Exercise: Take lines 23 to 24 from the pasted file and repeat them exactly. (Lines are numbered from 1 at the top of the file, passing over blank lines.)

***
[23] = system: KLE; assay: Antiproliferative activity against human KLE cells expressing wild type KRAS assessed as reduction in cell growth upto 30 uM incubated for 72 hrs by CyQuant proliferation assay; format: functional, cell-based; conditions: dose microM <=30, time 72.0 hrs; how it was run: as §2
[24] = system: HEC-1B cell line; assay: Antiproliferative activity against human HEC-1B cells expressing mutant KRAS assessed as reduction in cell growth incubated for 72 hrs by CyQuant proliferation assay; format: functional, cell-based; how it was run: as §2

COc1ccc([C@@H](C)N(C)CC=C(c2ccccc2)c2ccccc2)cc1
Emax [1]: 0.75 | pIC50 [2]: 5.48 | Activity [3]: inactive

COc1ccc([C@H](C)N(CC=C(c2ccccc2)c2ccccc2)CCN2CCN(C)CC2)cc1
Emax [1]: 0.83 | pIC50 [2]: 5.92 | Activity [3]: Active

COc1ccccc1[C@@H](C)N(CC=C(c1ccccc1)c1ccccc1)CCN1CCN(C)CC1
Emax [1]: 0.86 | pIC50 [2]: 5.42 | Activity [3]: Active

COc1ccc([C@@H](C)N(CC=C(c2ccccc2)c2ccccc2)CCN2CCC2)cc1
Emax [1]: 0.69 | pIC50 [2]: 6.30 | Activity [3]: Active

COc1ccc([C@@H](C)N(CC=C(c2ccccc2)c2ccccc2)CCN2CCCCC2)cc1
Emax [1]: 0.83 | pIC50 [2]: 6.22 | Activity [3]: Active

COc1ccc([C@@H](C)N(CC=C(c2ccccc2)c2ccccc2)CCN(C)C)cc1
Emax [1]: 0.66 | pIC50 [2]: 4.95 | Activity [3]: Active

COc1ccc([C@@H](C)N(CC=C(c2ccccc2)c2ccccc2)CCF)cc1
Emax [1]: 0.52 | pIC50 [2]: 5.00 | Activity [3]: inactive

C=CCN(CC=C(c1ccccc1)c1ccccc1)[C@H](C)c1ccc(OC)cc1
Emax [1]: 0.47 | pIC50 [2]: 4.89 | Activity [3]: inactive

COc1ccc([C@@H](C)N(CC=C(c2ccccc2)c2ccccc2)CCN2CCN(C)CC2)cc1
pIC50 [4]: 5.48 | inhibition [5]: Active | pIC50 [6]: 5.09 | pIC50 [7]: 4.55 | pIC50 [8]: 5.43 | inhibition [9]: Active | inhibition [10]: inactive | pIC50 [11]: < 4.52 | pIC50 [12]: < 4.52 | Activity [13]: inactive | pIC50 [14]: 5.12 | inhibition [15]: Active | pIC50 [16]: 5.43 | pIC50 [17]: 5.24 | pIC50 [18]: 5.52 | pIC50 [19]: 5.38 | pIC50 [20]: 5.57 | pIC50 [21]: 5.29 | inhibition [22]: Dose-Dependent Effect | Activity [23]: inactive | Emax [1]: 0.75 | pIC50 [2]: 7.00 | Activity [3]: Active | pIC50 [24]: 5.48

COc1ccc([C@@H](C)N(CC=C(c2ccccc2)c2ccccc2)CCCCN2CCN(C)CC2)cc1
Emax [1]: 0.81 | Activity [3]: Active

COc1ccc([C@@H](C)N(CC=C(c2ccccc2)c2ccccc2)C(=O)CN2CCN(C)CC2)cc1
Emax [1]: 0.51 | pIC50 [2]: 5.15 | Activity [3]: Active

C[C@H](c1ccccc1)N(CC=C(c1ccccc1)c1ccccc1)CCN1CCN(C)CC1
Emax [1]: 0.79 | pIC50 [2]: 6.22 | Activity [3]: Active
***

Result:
COc1ccc([C@@H](C)N(CC=C(c2ccccc2)c2ccccc2)C(=O)CN2CCN(C)CC2)cc1
Emax [1]: 0.51 | pIC50 [2]: 5.15 | Activity [3]: Active